An Empirical Investigation into Factors Relating to the Adoption of Executive Information Systems: An Analysis of EIS for Collaboration and Decision Support *

An Empirical Investigation into Factors Relating to the Adoption of Executive Information... ABSTRACT This study focuses on the organizational adoption of Executive Information Systems (EIS). A distinction is made between two related, complementary EIS capabilities—EIS for collaboration support (EISc) and EIS for decision support (EISd). EISc is relatively standardized and replicable, while EISd has to be developed in situ given the specific characteristics of the user and task. The adoption process is conceptualized as an initial transition from a state of nonadoption to adoption (adoption status) and subsequent internal propagation of the technology (adoption level). Data collected from a national survey are used to test hypotheses between identified contextual variables and the adoption status and adoption level of EISc and EISd. Adopters and nonadopters of both EISc and EISd do not differ in their organization size, suggesting that the traditional paradigm of “EIS as a technology for large firms” is no longer true. Environmental uncertainty is found to promote the transition from a state of nonadoption to adoption of both EISc and EISd while continuing to catalyze the internal propagation of EISd. While no differences are observed in IS department size between adopters and nonadopters of EISc, our results suggest that larger IS departments provide the resource base to explore the less standardized of the two capabilities, EISd. IS support is also found to be critical for the subsequent internal propagation of EISd. Furthermore, the adoption level of both EISc and EISd are found to be promoted by top management support. Implications of these results are discussed for the organizational adoption of EIS. http://www.deepdyve.com/assets/images/DeepDyve-Logo-lg.png Decision Sciences Wiley

An Empirical Investigation into Factors Relating to the Adoption of Executive Information Systems: An Analysis of EIS for Collaboration and Decision Support *

Decision Sciences, Volume 28 (4) – Oct 1, 1997

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Publisher
Wiley
Copyright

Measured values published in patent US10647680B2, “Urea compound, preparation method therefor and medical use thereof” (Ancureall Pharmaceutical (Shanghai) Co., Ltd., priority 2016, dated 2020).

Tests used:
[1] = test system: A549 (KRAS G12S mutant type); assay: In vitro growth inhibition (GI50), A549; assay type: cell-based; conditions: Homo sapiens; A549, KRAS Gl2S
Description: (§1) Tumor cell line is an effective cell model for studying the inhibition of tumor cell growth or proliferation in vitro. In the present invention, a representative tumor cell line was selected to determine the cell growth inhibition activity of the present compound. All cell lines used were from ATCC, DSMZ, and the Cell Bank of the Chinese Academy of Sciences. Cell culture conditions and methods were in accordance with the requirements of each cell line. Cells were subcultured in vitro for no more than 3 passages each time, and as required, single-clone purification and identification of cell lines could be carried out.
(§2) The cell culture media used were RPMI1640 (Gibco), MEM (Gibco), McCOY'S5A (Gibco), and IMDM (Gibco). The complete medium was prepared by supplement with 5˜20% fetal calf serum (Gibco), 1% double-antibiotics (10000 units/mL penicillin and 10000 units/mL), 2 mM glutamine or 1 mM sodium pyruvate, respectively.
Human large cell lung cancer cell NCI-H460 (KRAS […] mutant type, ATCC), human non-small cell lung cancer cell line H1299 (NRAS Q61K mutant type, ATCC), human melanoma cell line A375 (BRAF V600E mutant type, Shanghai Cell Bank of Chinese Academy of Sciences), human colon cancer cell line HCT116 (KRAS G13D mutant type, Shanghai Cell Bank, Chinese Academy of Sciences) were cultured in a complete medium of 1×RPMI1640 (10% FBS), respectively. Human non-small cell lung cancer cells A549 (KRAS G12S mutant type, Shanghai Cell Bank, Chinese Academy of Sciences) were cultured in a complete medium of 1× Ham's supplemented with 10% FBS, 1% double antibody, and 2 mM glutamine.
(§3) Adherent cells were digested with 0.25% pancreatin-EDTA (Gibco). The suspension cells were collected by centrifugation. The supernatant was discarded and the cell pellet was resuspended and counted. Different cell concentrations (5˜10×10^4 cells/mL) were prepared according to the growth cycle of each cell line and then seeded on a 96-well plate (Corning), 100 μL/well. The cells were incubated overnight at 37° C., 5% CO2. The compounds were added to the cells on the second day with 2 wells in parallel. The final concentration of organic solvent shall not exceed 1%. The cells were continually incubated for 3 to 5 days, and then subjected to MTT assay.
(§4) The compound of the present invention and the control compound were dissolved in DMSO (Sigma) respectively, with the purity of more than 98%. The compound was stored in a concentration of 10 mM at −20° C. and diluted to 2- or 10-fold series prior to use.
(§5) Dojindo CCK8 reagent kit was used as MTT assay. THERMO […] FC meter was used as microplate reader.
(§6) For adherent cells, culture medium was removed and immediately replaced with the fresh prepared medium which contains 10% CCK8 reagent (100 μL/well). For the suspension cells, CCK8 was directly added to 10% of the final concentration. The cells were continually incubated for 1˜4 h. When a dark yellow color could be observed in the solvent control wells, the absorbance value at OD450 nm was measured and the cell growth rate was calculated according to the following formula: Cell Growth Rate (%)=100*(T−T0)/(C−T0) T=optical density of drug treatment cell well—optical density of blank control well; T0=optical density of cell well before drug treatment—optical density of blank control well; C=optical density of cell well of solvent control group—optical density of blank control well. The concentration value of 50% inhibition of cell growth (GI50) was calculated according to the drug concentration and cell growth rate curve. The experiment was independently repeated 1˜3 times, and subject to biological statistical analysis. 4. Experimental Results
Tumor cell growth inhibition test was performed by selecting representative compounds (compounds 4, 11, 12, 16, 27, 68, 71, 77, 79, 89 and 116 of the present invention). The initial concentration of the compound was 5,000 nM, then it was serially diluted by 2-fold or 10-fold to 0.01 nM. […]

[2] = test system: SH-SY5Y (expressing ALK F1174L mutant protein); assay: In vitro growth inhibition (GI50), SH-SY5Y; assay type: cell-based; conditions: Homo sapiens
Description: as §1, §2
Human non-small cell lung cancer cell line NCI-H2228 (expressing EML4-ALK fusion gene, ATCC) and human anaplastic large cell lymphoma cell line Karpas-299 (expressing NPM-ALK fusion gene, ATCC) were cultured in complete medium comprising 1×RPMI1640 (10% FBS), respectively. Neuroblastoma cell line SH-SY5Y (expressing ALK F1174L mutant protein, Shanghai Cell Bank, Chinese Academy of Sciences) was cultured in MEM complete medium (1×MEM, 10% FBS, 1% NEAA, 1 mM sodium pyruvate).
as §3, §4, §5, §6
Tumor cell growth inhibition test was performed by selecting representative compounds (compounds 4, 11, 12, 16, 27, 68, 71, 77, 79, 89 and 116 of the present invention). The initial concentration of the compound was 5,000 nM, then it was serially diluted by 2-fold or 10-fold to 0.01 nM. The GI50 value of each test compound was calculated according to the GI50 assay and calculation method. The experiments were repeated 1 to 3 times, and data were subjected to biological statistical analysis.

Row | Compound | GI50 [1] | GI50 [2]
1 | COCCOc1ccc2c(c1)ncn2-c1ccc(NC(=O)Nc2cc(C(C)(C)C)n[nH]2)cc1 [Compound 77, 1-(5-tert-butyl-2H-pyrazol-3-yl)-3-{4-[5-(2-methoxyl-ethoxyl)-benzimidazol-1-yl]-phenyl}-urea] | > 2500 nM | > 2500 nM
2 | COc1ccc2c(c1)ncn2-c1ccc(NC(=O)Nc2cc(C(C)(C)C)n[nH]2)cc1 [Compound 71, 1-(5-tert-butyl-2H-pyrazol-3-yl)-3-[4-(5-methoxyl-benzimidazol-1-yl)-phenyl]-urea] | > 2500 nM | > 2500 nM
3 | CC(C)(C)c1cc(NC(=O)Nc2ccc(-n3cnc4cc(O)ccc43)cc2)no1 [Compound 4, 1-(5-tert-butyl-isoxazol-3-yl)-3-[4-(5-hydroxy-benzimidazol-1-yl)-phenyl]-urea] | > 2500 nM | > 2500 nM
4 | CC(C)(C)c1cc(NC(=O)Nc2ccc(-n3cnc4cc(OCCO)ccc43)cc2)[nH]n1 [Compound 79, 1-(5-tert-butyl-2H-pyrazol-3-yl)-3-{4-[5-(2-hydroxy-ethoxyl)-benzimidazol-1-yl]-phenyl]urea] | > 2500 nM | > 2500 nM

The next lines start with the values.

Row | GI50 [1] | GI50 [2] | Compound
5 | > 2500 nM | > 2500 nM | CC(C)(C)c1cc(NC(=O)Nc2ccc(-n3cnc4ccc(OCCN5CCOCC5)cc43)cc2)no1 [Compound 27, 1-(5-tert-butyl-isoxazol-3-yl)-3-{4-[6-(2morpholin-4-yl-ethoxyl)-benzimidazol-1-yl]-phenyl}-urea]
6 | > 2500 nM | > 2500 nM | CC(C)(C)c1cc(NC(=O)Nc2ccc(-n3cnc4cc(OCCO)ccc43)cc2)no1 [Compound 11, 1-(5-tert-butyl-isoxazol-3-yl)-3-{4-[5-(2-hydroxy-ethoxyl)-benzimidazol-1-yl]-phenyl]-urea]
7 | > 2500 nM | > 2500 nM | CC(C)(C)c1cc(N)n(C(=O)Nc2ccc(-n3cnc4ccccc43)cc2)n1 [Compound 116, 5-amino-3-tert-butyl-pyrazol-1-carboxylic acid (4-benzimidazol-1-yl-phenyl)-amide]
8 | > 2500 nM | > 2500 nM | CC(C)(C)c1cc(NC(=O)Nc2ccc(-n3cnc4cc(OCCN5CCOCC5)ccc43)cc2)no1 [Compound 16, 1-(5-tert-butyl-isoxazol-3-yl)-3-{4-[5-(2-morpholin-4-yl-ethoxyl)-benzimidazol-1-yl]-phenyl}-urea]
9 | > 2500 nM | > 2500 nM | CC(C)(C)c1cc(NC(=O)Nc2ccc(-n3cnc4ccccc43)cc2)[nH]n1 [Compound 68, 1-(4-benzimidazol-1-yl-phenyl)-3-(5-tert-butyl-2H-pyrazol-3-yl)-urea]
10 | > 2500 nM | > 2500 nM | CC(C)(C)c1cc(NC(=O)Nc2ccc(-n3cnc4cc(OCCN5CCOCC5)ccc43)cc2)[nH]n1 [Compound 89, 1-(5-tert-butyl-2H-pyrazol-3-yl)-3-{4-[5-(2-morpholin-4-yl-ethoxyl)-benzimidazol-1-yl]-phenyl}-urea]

Copyright © 1997 Wiley Subscription Services, Inc., A Wiley Company
ISSN
0011-7315
eISSN
1540-5915
DOI
10.1111/j.1540-5915.1997.tb01337.x
Publisher site
See Article on Publisher Site

Abstract

ABSTRACT This study focuses on the organizational adoption of Executive Information Systems (EIS). A distinction is made between two related, complementary EIS capabilities—EIS for collaboration support (EISc) and EIS for decision support (EISd). EISc is relatively standardized and replicable, while EISd has to be developed in situ given the specific characteristics of the user and task. The adoption process is conceptualized as an initial transition from a state of nonadoption to adoption (adoption status) and subsequent internal propagation of the technology (adoption level). Data collected from a national survey are used to test hypotheses between identified contextual variables and the adoption status and adoption level of EISc and EISd. Adopters and nonadopters of both EISc and EISd do not differ in their organization size, suggesting that the traditional paradigm of “EIS as a technology for large firms” is no longer true. Environmental uncertainty is found to promote the transition from a state of nonadoption to adoption of both EISc and EISd while continuing to catalyze the internal propagation of EISd. While no differences are observed in IS department size between adopters and nonadopters of EISc, our results suggest that larger IS departments provide the resource base to explore the less standardized of the two capabilities, EISd. IS support is also found to be critical for the subsequent internal propagation of EISd. Furthermore, the adoption level of both EISc and EISd are found to be promoted by top management support. Implications of these results are discussed for the organizational adoption of EIS.

Journal

Decision SciencesWiley

Published: Oct 1, 1997

References

  • Distributed intelligent executive information systems
    Chi, Chi; Turban, Turban
  • EIS adoption, use, and impact: The executive perspective
    Elam, Elam; Leidner, Leidner
  • Innovation in conservative and entrepreneurial firms: Two models of strategic momentum
    Miller, Miller; Friesen, Friesen
  • What does it take for successful executive information systems
    Rainer, Rainer; Watson, Watson
  • Decision processes for developing strategic applications of information systems: A contingency approach
    Sabherwal, Sabherwal; King, King
  • Construct measurement in information systems research: An illustration in strategic systems
    Sethi, Sethi; King, King
  • Using EIS to respond to dynamic business conditions
    Volonino, Volonino; Watson, Watson; Robinson, Robinson
  • Determining information requirements of an EIS
    Watson, Watson; Frolick, Frolick
  • Development practices for executive information systems: Findings of a field study
    Watson, Watson; Watson, Watson; Singh, Singh; Holmes, Holmes

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